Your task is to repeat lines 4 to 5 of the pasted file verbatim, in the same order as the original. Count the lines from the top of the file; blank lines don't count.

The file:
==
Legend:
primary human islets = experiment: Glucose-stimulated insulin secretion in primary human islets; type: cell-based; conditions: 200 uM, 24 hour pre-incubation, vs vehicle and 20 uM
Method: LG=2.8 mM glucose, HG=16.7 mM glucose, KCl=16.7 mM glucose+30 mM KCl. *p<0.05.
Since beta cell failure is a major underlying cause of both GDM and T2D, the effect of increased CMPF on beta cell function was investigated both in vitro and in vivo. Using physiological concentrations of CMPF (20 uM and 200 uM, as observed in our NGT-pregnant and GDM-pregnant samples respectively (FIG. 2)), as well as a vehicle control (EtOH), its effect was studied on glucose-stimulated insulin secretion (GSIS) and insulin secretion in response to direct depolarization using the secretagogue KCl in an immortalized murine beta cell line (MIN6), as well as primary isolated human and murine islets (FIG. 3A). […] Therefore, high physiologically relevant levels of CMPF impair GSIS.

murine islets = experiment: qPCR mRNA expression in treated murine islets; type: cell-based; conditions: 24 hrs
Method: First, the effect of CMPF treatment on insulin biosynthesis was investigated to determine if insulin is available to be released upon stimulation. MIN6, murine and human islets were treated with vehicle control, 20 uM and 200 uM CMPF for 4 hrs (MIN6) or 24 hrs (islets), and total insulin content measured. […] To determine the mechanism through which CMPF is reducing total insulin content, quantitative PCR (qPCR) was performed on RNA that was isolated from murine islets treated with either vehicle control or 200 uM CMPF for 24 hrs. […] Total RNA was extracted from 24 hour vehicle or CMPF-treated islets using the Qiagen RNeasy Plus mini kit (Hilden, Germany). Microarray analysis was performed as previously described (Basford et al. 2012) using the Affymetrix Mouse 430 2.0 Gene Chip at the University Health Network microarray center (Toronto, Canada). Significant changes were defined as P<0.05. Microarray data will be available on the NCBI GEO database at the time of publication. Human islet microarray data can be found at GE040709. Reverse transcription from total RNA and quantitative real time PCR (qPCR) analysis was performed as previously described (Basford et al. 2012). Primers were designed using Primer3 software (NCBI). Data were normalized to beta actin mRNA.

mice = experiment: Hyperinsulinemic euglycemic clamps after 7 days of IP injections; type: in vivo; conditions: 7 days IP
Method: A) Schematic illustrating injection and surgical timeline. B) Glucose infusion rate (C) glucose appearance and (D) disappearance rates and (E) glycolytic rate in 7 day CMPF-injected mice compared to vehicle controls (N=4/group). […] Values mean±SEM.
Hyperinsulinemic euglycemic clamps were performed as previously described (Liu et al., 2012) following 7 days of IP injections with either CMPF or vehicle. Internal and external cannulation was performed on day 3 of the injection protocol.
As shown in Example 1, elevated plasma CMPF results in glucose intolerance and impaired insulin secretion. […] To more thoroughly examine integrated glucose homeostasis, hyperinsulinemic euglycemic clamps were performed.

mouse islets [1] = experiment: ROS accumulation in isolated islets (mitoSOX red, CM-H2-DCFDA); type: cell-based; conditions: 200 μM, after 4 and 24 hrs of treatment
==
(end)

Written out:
Since beta cell failure is a major underlying cause of both GDM and T2D, the effect of increased CMPF on beta cell function was investigated both in vitro and in vivo. Using physiological concentrations of CMPF (20 uM and 200 uM, as observed in our NGT-pregnant and GDM-pregnant samples respectively (FIG. 2)), as well as a vehicle control (EtOH), its effect was studied on glucose-stimulated insulin secretion (GSIS) and insulin secretion in response to direct depolarization using the secretagogue KCl in an immortalized murine beta cell line (MIN6), as well as primary isolated human and murine islets (FIG. 3A). […] Therefore, high physiologically relevant levels of CMPF impair GSIS.

murine islets = experiment: qPCR mRNA expression in treated murine islets; type: cell-based; conditions: 24 hrs